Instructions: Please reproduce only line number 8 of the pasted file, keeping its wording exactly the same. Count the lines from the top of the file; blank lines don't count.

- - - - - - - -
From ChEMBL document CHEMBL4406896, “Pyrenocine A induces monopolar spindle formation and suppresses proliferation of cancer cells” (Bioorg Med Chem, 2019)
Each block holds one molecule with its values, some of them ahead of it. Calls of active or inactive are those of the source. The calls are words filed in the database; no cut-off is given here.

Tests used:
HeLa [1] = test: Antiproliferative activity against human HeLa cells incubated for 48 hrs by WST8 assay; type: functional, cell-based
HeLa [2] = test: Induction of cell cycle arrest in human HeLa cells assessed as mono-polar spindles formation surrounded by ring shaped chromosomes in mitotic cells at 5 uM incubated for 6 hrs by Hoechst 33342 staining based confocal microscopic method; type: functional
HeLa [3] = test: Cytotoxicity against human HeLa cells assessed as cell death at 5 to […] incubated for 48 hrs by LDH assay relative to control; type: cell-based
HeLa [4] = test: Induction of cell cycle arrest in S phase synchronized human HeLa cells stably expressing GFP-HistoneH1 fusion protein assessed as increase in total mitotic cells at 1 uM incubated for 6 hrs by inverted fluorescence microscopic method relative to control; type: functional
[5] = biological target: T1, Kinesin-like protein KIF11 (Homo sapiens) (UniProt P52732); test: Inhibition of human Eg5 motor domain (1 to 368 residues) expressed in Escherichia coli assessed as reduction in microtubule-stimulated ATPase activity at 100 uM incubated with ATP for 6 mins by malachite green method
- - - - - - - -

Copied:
[5] = biological target: T1, Kinesin-like protein KIF11 (Homo sapiens) (UniProt P52732); test: Inhibition of human Eg5 motor domain (1 to 368 residues) expressed in Escherichia coli assessed as reduction in microtubule-stimulated ATPase activity at 100 uM incubated with ATP for 6 mins by malachite green method